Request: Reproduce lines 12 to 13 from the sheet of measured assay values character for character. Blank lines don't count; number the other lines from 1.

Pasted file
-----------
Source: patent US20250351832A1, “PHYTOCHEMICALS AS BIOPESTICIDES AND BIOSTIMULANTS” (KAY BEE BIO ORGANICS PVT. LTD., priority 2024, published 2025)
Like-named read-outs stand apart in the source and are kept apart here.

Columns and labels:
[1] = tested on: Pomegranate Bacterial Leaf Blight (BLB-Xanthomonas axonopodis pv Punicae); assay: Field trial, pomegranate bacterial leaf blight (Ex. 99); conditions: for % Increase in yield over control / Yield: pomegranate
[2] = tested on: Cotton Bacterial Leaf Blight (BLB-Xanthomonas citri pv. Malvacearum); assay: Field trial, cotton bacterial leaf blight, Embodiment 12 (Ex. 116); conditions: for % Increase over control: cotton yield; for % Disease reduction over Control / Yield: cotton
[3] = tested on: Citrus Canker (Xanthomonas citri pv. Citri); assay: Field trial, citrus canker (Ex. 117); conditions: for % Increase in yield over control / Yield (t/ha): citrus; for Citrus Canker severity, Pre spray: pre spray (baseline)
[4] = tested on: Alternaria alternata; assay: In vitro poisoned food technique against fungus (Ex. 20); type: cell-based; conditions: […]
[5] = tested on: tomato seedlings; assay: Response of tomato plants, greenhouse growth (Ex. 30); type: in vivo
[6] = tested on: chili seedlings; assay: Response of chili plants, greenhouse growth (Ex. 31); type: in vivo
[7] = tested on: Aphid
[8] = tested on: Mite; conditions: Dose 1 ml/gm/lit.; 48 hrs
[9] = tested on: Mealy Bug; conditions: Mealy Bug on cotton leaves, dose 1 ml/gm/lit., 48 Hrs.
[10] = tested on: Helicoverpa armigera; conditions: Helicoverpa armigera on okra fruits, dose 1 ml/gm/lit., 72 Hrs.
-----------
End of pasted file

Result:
[9] = tested on: Mealy Bug; conditions: Mealy Bug on cotton leaves, dose 1 ml/gm/lit., 48 Hrs.
[10] = tested on: Helicoverpa armigera; conditions: Helicoverpa armigera on okra fruits, dose 1 ml/gm/lit., 72 Hrs.